A Towering View Of Lake Martin
Ninety-seven winding and turning steps climb 80 feet up toward the cabin of the Smith Mountain Fire Tower. Those brave enough to endure the climb are rewarded with breathtaking views of Lake Martin and its surrounding forests and rocky cliffs.
|From left: William Clark and Thomas Shepard of Havana, Fla.,, visit with CRATA’s Jimmy K. Lanier and Mike Wilson in the cabin of the Smith Mountain Fire Tower. Clark and Shepard vacation at Lake Martin each year and brought their families on “a hiking adventure” to visit the tower.
“I told the kids we’re going on an adventure today, so get out of bed and let’s go,” Leigh Clark said on a recent visit to the newly renovated tower. Clark, along with her husband, William, and their daughter, travel from Havana, Fla., to vacation at the lake each year with their friends Thomas and Wendy Shepard and their three children.
The fire tower and the associated one-mile hiking trail are the newest additions to the Cherokee Ridge Alpine Trail Association (CRATA) and are open to the public. For the past three years, CRATA worked to acquire and restore this piece of Alabama history.
Originally built in 1939, the tower was part of Alabama’s fire management system. The Alabama Forestry Commission purchased the property from Alabama Power Co. for $5 that year.
Forest rangers kept watch from the tower, spotting smoke and potential forest fires, until it was decommissioned in 1980.
Since then, the tower sat empty. The lowest three levels of stairs were removed to keep trespassers away.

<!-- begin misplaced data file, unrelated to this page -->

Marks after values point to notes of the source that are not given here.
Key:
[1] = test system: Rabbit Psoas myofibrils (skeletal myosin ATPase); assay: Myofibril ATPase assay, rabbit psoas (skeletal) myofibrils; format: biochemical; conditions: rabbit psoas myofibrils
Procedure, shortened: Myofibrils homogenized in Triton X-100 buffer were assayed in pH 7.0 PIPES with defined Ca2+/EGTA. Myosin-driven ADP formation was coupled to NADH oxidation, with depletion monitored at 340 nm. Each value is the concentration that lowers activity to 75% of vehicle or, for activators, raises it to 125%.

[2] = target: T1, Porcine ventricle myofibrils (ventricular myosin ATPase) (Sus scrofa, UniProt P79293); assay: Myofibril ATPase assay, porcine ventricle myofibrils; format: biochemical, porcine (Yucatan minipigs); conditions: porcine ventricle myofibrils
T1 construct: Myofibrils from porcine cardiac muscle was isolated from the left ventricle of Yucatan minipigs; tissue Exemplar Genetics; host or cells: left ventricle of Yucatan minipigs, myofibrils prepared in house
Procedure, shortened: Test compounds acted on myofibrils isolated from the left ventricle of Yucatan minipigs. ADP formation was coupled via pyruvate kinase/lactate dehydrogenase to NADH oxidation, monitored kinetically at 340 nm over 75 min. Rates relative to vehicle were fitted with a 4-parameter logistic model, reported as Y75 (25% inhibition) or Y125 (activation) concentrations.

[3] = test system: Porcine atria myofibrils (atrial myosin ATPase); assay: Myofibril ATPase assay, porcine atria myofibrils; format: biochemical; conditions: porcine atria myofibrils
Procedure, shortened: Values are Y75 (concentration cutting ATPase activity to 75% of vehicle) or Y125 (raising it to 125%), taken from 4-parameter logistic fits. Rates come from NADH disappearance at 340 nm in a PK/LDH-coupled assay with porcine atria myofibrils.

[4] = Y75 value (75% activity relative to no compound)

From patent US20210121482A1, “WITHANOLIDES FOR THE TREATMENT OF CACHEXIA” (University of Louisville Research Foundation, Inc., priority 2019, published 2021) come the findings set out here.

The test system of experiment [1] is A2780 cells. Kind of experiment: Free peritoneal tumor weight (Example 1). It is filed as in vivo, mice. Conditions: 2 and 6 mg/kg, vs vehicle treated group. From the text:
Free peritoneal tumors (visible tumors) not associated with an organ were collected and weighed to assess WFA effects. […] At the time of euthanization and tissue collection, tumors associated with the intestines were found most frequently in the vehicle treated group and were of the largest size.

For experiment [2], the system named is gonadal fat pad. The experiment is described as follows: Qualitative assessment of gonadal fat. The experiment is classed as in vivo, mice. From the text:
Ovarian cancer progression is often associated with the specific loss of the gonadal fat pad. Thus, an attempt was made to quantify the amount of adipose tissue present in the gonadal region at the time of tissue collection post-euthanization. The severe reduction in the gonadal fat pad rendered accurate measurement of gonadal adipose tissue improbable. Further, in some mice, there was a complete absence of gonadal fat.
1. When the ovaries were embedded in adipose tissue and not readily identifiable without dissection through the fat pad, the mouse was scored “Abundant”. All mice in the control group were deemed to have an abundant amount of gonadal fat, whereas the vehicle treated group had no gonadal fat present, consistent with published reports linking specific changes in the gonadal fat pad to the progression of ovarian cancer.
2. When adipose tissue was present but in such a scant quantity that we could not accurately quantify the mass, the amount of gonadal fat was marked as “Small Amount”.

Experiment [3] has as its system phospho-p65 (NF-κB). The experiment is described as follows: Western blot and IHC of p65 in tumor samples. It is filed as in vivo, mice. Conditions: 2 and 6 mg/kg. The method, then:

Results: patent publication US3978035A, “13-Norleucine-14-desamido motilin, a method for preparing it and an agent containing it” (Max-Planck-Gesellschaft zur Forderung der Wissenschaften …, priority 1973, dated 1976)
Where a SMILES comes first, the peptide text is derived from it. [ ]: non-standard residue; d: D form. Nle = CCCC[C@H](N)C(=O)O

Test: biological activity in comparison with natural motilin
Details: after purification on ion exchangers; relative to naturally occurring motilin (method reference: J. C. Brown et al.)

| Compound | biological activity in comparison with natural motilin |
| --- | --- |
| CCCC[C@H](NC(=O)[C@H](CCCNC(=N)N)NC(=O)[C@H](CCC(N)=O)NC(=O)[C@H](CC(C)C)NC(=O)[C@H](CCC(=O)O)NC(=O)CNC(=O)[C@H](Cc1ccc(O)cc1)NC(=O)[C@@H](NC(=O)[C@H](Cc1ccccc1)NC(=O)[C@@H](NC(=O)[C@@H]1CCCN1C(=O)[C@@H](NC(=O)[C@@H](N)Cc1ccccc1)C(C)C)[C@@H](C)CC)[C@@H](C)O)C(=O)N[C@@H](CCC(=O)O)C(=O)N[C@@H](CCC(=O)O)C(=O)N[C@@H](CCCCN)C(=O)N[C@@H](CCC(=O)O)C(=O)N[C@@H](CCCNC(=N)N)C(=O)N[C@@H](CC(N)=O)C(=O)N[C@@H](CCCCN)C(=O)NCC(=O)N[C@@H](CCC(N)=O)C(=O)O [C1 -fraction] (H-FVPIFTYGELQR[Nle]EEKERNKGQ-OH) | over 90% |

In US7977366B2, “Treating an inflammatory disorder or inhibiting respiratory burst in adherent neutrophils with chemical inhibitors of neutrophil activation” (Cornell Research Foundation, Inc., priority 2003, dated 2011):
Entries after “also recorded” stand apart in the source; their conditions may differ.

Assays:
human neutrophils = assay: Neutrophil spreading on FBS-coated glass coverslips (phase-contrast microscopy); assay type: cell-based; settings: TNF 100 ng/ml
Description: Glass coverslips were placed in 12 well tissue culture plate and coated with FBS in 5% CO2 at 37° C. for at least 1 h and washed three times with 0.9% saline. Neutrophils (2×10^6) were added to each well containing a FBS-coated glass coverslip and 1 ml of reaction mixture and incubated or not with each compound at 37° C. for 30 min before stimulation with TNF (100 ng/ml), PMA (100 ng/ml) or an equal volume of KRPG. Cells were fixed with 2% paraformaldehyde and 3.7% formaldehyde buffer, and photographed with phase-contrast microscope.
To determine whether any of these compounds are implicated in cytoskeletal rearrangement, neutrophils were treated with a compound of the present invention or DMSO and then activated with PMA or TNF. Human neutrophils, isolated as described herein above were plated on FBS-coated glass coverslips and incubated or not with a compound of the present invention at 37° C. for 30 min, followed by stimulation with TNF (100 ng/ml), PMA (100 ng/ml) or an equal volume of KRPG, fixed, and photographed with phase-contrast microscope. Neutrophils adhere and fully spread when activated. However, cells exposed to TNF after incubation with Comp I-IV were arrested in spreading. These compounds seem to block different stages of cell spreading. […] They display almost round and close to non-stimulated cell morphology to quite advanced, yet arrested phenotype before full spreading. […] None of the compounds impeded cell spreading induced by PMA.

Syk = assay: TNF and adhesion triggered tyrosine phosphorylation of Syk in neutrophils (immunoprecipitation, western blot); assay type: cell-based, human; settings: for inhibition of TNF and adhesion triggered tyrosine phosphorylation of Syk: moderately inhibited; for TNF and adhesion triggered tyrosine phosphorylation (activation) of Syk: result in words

In 2006, the Alabama Power Co. bought back the land for $10, and the following year, the tower was damaged by a forest fire. The integrity of the structure remained intact, but the lowest levels of the tower were discolored with a few bowed metal pieces.
The idea to restore the tower came from CRATA Treasurer and former President Jimmy K. Lanier of Eclectic. He headed up the effort to obtain the land for the cost of $1. (The Alabama Power Co. later returned the dollar.)
After more than 18 months of collecting donations, replacing steps, reinforcing braces and ensuring the overall safety of the structure, the Smith Mountain Fire Tower opened for visitors in June.
With volunteers from CRATA and the Dadeville Methodist Men’s Group, in-kind donations and reusing pieces of the tower, the renovation came in under budget. CRATA volunteer Mike Wilson of Tallassee overcame a fear of heights while working on the tower as he and Lanier replaced the roof and floor of the cabin.
“I enjoyed (volunteering) because I can see my accomplishments, and that really brings me satisfaction,” Wilson said.
Lanier and volunteers will stay busy atop Smith Mountain as CRATA also plans to rebuild the original forestry office, which was dismantled when the site was decommissioned. The goal is to turn the office into a museum, housing items from the tower that include a piece of burnt metal from the Smith Mountain fire and the $1 returned by the power company.
The property may have never fetched a large price on the real estate market, but the hiking and viewing experiences afforded by the Smith Mountain Fire Tower are priceless.
The trailhead for the Smith Mountain hiking trail is accessible from Tower Road off Smith Mountain Drive near Dadeville.